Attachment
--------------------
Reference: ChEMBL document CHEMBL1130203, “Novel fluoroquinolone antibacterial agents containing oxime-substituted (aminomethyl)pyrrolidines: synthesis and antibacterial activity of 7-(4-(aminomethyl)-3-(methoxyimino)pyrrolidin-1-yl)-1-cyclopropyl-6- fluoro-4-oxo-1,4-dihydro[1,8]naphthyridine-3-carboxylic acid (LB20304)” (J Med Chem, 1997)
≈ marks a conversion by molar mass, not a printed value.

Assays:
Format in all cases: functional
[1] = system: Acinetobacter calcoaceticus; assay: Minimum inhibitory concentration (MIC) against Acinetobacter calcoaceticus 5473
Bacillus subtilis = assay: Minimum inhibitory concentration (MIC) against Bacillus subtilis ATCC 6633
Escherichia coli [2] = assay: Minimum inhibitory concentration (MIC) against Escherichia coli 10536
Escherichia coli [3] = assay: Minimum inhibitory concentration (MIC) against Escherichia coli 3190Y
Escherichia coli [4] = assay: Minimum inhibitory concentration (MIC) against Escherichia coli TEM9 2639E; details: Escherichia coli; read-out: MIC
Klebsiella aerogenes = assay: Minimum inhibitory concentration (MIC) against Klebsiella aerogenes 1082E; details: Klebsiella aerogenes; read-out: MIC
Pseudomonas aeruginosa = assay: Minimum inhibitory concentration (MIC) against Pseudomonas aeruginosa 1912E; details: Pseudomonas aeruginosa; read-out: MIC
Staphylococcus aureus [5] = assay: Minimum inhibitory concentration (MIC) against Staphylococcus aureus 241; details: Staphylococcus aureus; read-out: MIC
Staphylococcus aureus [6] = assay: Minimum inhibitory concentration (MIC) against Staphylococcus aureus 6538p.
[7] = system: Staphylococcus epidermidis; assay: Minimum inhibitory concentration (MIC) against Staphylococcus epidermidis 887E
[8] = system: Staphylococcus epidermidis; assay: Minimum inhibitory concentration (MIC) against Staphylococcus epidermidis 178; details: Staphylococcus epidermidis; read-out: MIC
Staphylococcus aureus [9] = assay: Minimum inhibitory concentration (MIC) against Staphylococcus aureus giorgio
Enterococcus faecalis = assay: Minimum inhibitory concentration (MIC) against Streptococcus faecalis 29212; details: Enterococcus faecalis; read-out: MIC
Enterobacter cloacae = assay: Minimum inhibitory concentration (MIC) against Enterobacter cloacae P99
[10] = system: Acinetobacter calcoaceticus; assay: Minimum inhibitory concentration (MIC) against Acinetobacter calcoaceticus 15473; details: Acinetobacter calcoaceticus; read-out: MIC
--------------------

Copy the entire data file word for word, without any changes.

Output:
Reference: ChEMBL document CHEMBL1130203, “Novel fluoroquinolone antibacterial agents containing oxime-substituted (aminomethyl)pyrrolidines: synthesis and antibacterial activity of 7-(4-(aminomethyl)-3-(methoxyimino)pyrrolidin-1-yl)-1-cyclopropyl-6- fluoro-4-oxo-1,4-dihydro[1,8]naphthyridine-3-carboxylic acid (LB20304)” (J Med Chem, 1997)
≈ marks a conversion by molar mass, not a printed value.

Assays:
Format in all cases: functional
[1] = system: Acinetobacter calcoaceticus; assay: Minimum inhibitory concentration (MIC) against Acinetobacter calcoaceticus 5473
Bacillus subtilis = assay: Minimum inhibitory concentration (MIC) against Bacillus subtilis ATCC 6633
Escherichia coli [2] = assay: Minimum inhibitory concentration (MIC) against Escherichia coli 10536
Escherichia coli [3] = assay: Minimum inhibitory concentration (MIC) against Escherichia coli 3190Y
Escherichia coli [4] = assay: Minimum inhibitory concentration (MIC) against Escherichia coli TEM9 2639E; details: Escherichia coli; read-out: MIC
Klebsiella aerogenes = assay: Minimum inhibitory concentration (MIC) against Klebsiella aerogenes 1082E; details: Klebsiella aerogenes; read-out: MIC
Pseudomonas aeruginosa = assay: Minimum inhibitory concentration (MIC) against Pseudomonas aeruginosa 1912E; details: Pseudomonas aeruginosa; read-out: MIC
Staphylococcus aureus [5] = assay: Minimum inhibitory concentration (MIC) against Staphylococcus aureus 241; details: Staphylococcus aureus; read-out: MIC
Staphylococcus aureus [6] = assay: Minimum inhibitory concentration (MIC) against Staphylococcus aureus 6538p.
[7] = system: Staphylococcus epidermidis; assay: Minimum inhibitory concentration (MIC) against Staphylococcus epidermidis 887E
[8] = system: Staphylococcus epidermidis; assay: Minimum inhibitory concentration (MIC) against Staphylococcus epidermidis 178; details: Staphylococcus epidermidis; read-out: MIC
Staphylococcus aureus [9] = assay: Minimum inhibitory concentration (MIC) against Staphylococcus aureus giorgio
Enterococcus faecalis = assay: Minimum inhibitory concentration (MIC) against Streptococcus faecalis 29212; details: Enterococcus faecalis; read-out: MIC
Enterobacter cloacae = assay: Minimum inhibitory concentration (MIC) against Enterobacter cloacae P99
[10] = system: Acinetobacter calcoaceticus; assay: Minimum inhibitory concentration (MIC) against Acinetobacter calcoaceticus 15473; details: Acinetobacter calcoaceticus; read-out: MIC